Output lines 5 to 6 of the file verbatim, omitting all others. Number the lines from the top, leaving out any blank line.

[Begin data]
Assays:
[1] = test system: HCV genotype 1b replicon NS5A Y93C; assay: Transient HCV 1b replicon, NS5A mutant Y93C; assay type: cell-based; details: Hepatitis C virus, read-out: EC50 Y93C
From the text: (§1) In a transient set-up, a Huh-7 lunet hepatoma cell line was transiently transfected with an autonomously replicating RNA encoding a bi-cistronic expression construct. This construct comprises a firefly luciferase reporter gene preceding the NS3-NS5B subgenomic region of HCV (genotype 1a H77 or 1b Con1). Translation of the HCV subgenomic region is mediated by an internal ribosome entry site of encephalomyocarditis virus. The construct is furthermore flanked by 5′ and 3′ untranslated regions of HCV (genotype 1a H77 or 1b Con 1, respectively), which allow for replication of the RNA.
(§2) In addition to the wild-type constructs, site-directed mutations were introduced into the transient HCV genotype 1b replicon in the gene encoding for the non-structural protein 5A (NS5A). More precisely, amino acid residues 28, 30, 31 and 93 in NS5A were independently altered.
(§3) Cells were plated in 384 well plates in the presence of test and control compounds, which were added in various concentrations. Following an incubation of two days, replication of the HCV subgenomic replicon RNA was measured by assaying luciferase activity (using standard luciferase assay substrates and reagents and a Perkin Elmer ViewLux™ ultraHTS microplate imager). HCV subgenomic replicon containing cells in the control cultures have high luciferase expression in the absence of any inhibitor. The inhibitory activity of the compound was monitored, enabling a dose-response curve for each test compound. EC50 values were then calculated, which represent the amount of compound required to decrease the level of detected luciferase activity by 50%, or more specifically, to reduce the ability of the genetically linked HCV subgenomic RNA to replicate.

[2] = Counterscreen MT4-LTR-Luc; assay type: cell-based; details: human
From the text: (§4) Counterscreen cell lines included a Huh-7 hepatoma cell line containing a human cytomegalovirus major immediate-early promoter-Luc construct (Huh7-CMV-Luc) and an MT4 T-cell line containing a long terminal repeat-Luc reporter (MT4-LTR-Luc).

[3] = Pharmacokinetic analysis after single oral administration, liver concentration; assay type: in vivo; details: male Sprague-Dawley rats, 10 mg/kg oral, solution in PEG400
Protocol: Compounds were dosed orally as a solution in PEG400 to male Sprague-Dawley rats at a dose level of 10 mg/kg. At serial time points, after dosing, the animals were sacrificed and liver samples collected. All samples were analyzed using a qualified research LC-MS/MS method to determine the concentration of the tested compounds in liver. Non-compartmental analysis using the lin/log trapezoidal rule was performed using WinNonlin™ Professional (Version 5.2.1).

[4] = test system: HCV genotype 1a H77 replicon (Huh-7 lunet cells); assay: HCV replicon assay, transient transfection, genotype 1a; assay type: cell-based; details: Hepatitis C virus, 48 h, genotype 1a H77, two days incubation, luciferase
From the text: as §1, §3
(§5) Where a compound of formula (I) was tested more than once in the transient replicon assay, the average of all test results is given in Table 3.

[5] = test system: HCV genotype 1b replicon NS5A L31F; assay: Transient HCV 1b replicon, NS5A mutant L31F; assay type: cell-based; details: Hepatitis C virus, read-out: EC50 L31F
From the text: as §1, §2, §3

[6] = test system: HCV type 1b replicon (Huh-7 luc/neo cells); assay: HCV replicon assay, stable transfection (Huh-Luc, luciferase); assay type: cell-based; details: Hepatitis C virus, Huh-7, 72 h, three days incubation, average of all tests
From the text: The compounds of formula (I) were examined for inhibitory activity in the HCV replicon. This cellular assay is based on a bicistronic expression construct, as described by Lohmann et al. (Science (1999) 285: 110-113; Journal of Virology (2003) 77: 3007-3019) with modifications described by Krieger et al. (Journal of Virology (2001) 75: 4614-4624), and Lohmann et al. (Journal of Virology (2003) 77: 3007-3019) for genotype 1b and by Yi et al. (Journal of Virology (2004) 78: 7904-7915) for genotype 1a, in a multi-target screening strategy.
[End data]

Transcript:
(§3) Cells were plated in 384 well plates in the presence of test and control compounds, which were added in various concentrations. Following an incubation of two days, replication of the HCV subgenomic replicon RNA was measured by assaying luciferase activity (using standard luciferase assay substrates and reagents and a Perkin Elmer ViewLux™ ultraHTS microplate imager). HCV subgenomic replicon containing cells in the control cultures have high luciferase expression in the absence of any inhibitor. The inhibitory activity of the compound was monitored, enabling a dose-response curve for each test compound. EC50 values were then calculated, which represent the amount of compound required to decrease the level of detected luciferase activity by 50%, or more specifically, to reduce the ability of the genetically linked HCV subgenomic RNA to replicate.

[2] = Counterscreen MT4-LTR-Luc; assay type: cell-based; details: human